Osteoporosis is one of the most common conditions I encounter in my clinic. Osteoporosis literally mean “porous bone” and is defined as “A metabolic bone disease characterized by low bone mass and microarchitectural deterioration of bone tissue leading to enhanced bone fragility and a consequent increase in fracture risk”. This condition is often overlooked and unfortunately many patients will not know they have the disease until a fracture occurs. People at most risk for osteoporosis include women, peri-menopausal, and Caucasian. The World Health Organization (WHO) recommends routine screen for all women over 65 years old with Bone Densometry, or DEXA, Scan. Screening may be indicated for younger women who have other risk factors. The DEXA evaluates the density (or quality) or your bone. I recommend DEXA from at least 3 sites – usually the hip, lumbar spine, and wrist. Results of the DEXA are reported as a T-score. This value compares your bone density to the “peak bone mass/density” of someone who is 30 years old. Osteoporosis is defined as a T-score of less than -2.5. Regardless of your DEXA results, you may also be diagnosed with osteoporosis if you experience a fragility facture. A fragility fracture is defined a fracture resulting from a low-energy mechanism, like a fall from standing height.
OSTEOPOROSIS – FRAGILITY FRACTURES
A fragility fracture is defined as a fracture caused by a low-energy mechanism, such as a fall from standing height. A person who experiences a fragility fracture is automatically diagnosed with osteoporosis, regardless of their DEXA score. People with normal bone density have bones that are strong enough to not fracture from a slip-and-fall and require much higher-energy to cause a fracture. Many times, people are unaware of their underlying osteoporosis until they experience a fragility fracture. Additionally, only 15% of fragility fractures receive treatment for underlying osteoporosis. Fragility fractures are very common in patients over 65 years old – they are 4 times more common than stroke. The most common sites of fragility fractures include your spine (vertebral compression fractures), hip, wrist, and shoulder. Prior fragility fracture increases your risk for subsequent fracture by 50%.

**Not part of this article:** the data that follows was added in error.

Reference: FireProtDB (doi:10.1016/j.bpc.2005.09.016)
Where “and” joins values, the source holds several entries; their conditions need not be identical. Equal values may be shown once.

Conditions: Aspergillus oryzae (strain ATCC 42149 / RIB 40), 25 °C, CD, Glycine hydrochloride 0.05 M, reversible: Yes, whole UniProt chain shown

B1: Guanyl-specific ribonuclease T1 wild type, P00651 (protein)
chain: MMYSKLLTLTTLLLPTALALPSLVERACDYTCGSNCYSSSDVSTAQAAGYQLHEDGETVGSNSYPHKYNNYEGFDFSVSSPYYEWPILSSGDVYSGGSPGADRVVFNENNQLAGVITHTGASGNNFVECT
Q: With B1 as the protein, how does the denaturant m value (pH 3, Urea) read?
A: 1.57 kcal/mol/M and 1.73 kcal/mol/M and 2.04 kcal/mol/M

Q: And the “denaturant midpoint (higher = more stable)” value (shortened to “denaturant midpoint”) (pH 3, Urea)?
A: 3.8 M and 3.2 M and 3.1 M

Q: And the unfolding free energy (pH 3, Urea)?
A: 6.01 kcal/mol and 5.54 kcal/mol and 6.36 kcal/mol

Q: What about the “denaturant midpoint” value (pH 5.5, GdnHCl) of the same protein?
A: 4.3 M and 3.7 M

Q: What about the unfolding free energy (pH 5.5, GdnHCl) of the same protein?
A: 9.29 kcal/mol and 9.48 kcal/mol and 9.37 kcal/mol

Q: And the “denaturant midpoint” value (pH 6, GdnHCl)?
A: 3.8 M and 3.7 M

OSTEOPOROSIS – TREATMENT
Osteoporosis is often overlooked and unfortunately many patients will not know they have the disease until a fracture occurs. People at most risk for osteoporosis include women, peri-menopausal, and Caucasian. Many times, people are unaware of their underlying osteoporosis until they experience a fragility fracture. Additionally, only 15% of fragility fractures receive treatment for underlying osteoporosis. There are many important treatment options to help strengthen your bone.
- High Protein
- Calcium (1200mg daily) & Vitamin D (800 IU daily)
- Exercise (low impact, weight bearing exercises)
- Stationary bike, elliptical machine
- Tai Chi (strength & balance à fall prevention)
- Medical Treatment (requires evaluation and prescription from your doctor)
- Parathyroid analogues (Forteo, Tymlos)
- RANK-L inhibitor (Prolia)
- Selective Estrogen Receptor Modulators (SERMs)
The Spine Team at Plymouth Bay Orthopedic Associates consists of Physical Therapists, Physical Medicine & Rehabilitation Specialists and Board Certified Orthopedic Spine Surgeons. Our goal is to design a treatment plan customized to your lifestyle and goals and we use the latest advancements in both non-surgical and minimally invasive spine care. We have offices located in Plymouth, Duxbury and Sandwich, MA. Contact us today to schedule a consult!